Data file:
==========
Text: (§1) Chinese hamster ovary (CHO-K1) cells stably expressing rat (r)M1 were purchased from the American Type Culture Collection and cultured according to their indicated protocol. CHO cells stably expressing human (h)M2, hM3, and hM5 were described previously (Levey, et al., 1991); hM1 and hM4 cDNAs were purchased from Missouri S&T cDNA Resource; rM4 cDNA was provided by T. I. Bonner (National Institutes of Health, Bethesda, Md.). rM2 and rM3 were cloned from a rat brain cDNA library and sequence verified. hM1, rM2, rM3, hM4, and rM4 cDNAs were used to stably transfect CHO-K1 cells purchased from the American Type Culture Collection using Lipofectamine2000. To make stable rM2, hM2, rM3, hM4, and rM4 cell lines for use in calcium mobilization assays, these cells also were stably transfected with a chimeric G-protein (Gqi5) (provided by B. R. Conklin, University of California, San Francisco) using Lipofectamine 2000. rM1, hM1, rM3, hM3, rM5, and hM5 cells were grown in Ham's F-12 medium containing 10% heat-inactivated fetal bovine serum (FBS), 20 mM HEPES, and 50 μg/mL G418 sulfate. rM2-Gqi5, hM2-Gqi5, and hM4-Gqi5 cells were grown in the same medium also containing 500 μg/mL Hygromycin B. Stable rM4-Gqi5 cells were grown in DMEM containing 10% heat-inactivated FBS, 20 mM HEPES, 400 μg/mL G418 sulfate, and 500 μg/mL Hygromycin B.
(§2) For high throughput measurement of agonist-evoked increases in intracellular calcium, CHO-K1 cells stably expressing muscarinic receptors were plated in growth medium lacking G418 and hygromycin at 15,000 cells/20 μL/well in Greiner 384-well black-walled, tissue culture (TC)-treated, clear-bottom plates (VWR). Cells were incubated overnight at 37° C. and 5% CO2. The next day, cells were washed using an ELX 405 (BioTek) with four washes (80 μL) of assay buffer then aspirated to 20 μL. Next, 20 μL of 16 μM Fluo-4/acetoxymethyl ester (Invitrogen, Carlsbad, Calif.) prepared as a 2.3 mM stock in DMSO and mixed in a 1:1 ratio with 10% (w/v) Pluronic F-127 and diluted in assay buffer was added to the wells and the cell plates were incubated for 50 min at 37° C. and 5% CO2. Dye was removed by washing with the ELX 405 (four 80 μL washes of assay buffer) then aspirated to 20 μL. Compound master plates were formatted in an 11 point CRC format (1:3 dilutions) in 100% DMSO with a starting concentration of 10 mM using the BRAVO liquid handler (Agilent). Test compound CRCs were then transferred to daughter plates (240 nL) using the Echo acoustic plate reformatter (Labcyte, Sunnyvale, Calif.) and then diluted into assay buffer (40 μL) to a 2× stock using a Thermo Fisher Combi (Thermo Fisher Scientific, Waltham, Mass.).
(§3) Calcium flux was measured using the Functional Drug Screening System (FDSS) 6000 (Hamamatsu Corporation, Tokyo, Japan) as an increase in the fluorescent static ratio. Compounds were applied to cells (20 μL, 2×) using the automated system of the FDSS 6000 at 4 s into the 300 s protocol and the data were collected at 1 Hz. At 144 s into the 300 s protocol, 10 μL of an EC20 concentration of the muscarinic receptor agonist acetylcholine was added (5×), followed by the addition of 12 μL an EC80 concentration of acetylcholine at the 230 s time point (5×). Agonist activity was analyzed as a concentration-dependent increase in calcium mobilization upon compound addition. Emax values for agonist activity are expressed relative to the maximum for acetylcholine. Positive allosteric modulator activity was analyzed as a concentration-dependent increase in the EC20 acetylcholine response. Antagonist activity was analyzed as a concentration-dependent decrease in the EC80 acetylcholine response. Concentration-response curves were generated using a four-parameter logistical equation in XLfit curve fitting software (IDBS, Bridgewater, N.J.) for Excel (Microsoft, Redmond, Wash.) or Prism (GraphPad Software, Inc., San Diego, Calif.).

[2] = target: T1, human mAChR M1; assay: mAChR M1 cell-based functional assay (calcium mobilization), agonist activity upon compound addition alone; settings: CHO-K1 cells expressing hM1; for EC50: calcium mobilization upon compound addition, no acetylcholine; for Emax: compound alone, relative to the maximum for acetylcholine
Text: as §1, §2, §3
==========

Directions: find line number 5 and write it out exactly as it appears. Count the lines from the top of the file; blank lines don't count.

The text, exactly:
Text: as §1, §2, §3